Gold Diggers of '49

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Gold Diggers of '49
Porky and Beans
Directed byFred Avery
Story byCal Howard
Produced byLeon Schlesinger
Edited byTreg Brown
Music by
Animation by
Color processBlack-and-white
Distributed by
Release date
  • November 2, 1935 (1935-11-02)
Running time
8 minutes

Gold Diggers of '49 is a 1935 Warner Bros. theatrical animated cartoon short in the Looney Tunes series.[3] This film is the first animated cartoon directed by Tex Avery for Warner Bros., and the second Warners cartoon to feature the character Porky Pig. The star is Beans the Cat, with Porky Pig as the father of Beans' fiancée, Little Kitty.[4] Looking for suitable characters from the Warners stable to embellish, Avery took two child characters from the previous short I Haven't Got a Hat, turned them into adults, and, as Steve Schlesinger writes, "set the studio on track to making adult cartoons."[5]

The short's title alludes to the California Gold Rush as well as to the popular Busby Berkeley musicals Gold Diggers of 1933 and Gold Diggers of 1935 (which were also released by Warner Bros). In the short, Beans and Porky set out to find gold, and run into some meanies along the way.


In July 1849, in the middle of the dilapidated town Goldville, Little Kitty observes near a gathering, a poster announcing a young prospector Beans about to hunt for gold in Red Gulch. Little Kitty takes the poster and shows it to Porky. Meanwhile, Beans strikes gold from a mountain slot machine, rides off to Goldville and puts the word out, making all the locals leave in pursuit of the gold source. Beans and Porky followed by Ham and Ex head off to the gold source and get digging. Suddenly Beans uncovers a trunk containing a book on how to find gold. Then a greedy bandit spies Beans' bag of gold and snitches it with a lasso fired from his rifle. Beans pursues the bandit on Porky's request hoping to get Little Kitty's hand in marriage. After a wild gunfight, Beans supercharges his car dragging the bandit, the bag of gold and Porky along and back to Goldville. Porky reveals that what the bandit stole was in fact his lunch bag.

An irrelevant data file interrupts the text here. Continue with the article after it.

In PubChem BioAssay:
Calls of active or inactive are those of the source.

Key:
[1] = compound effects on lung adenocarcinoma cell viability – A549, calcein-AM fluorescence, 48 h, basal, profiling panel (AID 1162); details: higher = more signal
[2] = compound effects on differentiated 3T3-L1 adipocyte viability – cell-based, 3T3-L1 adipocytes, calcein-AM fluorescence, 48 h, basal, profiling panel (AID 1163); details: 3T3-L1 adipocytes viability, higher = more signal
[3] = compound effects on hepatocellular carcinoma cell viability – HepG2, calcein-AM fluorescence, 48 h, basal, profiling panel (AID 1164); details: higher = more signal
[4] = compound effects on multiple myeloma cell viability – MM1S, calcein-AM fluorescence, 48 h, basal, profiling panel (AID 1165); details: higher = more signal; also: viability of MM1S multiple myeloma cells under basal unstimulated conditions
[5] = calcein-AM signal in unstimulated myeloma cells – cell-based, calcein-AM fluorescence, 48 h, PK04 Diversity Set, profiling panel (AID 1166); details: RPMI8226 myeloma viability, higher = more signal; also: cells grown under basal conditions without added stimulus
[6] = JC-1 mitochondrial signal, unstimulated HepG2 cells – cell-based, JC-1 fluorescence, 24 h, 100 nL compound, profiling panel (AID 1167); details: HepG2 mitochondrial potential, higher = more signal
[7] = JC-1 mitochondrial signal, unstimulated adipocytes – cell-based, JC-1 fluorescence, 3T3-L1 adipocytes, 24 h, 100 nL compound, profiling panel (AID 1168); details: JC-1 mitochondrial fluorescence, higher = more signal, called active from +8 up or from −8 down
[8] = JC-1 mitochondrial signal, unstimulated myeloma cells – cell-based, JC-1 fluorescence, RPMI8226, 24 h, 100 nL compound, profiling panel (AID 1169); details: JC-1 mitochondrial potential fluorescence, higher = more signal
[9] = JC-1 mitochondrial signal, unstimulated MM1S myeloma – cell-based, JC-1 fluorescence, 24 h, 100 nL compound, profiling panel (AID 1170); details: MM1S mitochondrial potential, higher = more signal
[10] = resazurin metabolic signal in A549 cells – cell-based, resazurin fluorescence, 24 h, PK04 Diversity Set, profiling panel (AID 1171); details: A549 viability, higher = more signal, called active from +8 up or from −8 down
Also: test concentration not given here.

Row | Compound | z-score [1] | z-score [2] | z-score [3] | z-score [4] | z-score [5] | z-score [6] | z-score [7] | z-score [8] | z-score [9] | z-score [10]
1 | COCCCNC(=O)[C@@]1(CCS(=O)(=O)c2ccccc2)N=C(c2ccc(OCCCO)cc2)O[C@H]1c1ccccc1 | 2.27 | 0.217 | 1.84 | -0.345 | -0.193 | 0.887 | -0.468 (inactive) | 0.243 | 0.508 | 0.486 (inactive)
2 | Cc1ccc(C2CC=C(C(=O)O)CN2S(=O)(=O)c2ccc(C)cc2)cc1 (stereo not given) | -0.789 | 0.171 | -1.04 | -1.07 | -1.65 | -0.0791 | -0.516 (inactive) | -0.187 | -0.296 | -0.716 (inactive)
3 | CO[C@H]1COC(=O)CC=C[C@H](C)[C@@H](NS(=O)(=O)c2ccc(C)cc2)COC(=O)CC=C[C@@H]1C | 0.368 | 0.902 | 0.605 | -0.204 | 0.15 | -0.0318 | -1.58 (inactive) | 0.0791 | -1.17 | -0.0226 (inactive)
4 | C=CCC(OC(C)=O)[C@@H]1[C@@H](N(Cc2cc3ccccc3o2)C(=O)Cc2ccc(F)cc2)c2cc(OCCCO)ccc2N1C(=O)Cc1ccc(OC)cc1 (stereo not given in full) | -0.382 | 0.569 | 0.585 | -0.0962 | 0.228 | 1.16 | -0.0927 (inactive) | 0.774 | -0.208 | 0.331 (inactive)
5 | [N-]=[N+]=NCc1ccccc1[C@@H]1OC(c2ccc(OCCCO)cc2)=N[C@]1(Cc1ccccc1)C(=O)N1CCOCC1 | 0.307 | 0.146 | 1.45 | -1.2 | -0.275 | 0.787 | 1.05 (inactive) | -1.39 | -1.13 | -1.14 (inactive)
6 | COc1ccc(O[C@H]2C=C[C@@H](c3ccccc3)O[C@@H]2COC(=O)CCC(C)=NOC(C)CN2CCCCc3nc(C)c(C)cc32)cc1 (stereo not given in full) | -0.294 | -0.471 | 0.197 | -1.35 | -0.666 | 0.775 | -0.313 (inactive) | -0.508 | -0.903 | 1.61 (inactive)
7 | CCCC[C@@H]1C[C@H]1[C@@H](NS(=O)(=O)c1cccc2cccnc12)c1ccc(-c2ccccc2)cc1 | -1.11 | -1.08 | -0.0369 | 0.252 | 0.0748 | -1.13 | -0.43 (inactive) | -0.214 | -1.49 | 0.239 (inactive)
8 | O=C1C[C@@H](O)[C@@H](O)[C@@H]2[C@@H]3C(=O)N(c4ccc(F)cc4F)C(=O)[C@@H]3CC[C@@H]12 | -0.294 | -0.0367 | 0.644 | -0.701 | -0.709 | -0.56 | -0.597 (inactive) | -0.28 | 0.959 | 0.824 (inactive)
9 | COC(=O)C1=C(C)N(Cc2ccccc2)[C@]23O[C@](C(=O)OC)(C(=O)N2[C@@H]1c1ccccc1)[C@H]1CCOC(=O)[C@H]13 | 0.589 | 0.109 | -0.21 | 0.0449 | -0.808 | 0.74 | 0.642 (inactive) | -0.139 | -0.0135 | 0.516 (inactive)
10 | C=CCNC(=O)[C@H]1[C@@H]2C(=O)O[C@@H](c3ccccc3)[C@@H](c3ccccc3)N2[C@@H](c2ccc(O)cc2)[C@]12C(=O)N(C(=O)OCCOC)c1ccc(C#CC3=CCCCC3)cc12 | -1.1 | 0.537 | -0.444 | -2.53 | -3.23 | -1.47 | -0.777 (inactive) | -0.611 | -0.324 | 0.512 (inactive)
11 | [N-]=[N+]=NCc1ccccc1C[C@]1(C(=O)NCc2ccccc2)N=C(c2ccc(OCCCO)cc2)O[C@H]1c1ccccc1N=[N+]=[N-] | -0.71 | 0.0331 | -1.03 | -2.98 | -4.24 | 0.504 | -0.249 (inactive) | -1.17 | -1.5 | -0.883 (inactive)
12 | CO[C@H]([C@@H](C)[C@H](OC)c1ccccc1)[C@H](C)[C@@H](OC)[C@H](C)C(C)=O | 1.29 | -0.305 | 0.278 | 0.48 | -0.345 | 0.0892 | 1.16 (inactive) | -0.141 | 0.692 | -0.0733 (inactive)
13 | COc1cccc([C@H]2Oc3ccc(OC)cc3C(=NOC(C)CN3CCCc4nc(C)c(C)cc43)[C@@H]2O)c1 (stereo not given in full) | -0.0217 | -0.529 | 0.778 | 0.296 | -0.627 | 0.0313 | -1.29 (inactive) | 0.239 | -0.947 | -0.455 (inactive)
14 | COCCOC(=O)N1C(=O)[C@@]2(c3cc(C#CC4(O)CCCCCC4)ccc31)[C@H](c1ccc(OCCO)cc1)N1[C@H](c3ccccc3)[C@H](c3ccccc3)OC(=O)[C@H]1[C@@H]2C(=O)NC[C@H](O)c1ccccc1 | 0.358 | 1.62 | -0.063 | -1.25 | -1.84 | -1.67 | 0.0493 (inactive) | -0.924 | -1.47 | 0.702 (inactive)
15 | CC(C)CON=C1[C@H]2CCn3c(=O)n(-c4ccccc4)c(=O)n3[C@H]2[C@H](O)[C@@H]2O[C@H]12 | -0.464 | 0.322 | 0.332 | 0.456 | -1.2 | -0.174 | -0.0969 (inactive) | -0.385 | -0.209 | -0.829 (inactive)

Home media[edit]

It was released on DVD in 2007 in the Looney Tunes Golden Collection: Volume 5, and in 2017 in the Porky Pig 101 set.


  1. ^ Scott, Keith (2022). Cartoon Voices from the Golden Age, 1930-70. BearManor Media. p. 17. ISBN 979-8-88771-010-5.
  2. ^ "Tralfaz: Stereotypically Tex". Tralfaz. March 14, 2013. Retrieved November 14, 2020.
  3. ^ Beck, Jerry; Friedwald, Will (1989). Looney Tunes and Merrie Melodies: A Complete Illustrated Guide to the Warner Bros. Cartoons. Henry Holt and Co. p. 40. ISBN 0-8050-0894-2.
  4. ^ Lenburg, Jeff (1999). The Encyclopedia of Animated Cartoons. Checkmark Books. p. 54. ISBN 0-8160-3831-7. Retrieved June 6, 2020.
  5. ^ Schneider, Steve (1988). That's All, Folks! : The Art of Warner Bros. Animation. Henry Holt and Co. p. 46. ISBN 0-8050-0889-6.

External links[edit]